Attention Deficit Hyperactive Disorder (ADHD) is a neurobehavioral development disorder among children. In the United States there are at least 2 million grade school children that are diagnosed with the disorder (Dupper, 2003). ADHD is determined to be one of the most common development disorders in children (Barlow & Durand, 2009). This paper will discuss the different aspects of ADHD, its symptoms, common traits, and the known treatments being used by clinicians. Moreover, the paper will also touch on the important things to consider when dealing with ADHD, particularly in the area of social work. By doing so, it will determine why social work should be an integral part of the diagnosis and treatment of ADHD.
ATTENTION DEFICIT HYPERACTIVE DISORDER (ADHD)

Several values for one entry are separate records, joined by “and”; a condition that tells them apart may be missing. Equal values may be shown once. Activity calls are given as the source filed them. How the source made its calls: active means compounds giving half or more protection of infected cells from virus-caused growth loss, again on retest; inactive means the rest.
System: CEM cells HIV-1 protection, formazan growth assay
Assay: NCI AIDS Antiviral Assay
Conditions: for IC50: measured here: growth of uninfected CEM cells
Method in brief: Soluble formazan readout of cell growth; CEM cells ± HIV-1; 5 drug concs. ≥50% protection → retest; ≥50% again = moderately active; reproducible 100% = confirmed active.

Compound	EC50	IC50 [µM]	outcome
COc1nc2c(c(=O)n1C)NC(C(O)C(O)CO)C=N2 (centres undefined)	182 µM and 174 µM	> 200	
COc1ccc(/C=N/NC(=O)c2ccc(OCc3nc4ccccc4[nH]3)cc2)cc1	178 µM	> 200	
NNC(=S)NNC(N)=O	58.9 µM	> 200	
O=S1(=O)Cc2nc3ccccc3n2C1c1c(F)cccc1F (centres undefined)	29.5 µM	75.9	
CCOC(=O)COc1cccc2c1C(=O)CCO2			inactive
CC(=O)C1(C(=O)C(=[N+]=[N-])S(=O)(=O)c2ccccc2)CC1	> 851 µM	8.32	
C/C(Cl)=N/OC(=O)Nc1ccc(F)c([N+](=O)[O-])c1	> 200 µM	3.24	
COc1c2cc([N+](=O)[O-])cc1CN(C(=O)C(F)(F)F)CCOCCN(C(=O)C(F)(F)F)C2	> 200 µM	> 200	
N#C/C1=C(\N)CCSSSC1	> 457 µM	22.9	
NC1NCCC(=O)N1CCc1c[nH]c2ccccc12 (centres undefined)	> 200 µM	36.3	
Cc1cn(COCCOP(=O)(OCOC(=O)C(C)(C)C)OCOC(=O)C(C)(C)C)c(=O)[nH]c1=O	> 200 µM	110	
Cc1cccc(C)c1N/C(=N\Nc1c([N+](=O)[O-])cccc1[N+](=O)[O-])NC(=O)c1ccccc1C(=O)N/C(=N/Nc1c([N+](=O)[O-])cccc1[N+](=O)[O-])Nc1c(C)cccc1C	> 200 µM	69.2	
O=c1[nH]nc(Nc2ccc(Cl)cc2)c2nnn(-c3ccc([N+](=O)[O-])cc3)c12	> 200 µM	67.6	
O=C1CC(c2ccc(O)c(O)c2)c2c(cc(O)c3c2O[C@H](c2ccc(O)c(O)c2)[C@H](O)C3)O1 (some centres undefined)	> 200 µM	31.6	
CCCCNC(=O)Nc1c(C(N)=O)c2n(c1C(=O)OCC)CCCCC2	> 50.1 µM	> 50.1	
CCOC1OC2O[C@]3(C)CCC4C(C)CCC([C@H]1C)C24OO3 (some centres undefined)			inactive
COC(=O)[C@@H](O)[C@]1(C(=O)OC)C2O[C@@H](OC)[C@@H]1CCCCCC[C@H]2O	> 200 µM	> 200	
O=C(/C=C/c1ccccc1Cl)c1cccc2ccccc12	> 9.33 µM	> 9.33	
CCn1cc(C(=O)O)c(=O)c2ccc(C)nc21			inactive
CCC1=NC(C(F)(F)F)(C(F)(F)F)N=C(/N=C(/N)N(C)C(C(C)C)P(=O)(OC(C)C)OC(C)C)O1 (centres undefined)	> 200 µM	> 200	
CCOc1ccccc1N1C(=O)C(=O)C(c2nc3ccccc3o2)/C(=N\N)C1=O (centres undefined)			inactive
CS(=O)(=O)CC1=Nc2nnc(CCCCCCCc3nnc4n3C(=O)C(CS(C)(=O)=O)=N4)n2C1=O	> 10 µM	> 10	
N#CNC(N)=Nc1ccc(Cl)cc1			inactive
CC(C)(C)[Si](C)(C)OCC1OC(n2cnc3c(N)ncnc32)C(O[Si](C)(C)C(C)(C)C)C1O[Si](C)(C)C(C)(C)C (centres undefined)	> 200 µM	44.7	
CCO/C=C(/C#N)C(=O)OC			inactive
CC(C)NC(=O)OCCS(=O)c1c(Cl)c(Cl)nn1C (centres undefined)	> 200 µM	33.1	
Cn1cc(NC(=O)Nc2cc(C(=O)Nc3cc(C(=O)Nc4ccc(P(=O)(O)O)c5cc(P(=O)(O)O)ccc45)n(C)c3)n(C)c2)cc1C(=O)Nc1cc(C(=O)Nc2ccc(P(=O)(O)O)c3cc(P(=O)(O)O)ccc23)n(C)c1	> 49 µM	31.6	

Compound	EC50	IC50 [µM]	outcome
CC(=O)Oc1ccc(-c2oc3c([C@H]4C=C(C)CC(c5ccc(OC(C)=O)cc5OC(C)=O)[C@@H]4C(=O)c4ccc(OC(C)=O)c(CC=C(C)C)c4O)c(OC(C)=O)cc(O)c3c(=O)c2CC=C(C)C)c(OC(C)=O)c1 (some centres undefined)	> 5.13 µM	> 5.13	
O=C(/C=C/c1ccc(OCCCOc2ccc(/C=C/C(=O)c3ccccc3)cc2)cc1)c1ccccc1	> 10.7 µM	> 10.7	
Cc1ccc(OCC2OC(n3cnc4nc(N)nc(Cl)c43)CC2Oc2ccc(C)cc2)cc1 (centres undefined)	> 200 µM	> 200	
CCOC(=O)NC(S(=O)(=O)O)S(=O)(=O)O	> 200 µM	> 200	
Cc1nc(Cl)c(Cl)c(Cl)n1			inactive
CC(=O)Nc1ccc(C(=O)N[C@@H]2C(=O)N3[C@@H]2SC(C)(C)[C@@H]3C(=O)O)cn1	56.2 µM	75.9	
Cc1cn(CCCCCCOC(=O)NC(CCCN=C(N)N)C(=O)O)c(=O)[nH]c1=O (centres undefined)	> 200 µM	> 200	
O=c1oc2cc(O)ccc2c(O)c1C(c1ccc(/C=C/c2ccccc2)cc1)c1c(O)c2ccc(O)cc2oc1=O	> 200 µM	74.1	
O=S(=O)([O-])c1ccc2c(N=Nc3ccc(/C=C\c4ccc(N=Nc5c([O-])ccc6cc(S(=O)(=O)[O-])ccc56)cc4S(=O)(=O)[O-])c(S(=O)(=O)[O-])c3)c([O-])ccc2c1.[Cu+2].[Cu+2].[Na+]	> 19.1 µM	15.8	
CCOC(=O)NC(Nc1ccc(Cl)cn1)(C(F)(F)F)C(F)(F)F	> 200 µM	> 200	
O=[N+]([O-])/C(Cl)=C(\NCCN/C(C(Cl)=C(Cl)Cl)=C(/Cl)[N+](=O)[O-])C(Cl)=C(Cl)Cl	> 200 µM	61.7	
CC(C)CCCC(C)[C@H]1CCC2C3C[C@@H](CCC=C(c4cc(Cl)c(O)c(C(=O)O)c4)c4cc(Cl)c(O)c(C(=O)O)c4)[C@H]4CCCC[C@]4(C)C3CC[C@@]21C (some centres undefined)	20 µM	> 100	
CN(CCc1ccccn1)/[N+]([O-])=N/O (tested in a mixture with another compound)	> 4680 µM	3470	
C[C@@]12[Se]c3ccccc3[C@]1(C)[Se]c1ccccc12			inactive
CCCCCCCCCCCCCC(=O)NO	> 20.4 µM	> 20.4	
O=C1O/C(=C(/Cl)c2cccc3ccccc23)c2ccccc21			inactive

Dr. George Still was the first to diagnose ADHD in 1902 (Rafalovich, 2001). He detected the disorder in 20 children who all had impaired concentration and over-activity. However it was only after the encephalitis outbreak in the United States from 1917- 1918 that serious study of the disorder took place (Rafalovich, 2001). Clinically called encephalitis luthargica was identified as a specific disease category of children demonstrating unconventional behavior (Rafalovich, 2001). The study of encephalitis luthargica paved the way for research modality in psychiatry that became the neurological basis for childhood deviance, exemplified by modern study of ADHD (Rafalovich, 2001). Today ADHD holds the distinction of being the most studied development disorder in children (Rafalovich, 2001).
The Diagnostic and Statistical Manual of Mental Disorders, IV Text Revision classifies ADHD as an attention-deficit and disruptive behavior disorder (American Psychiatric Association, 2000). Children diagnosed with the disorder usually suffer from attention problems and uncontrollable behavior. More often than not, these children will have impaired social skills, poor academic...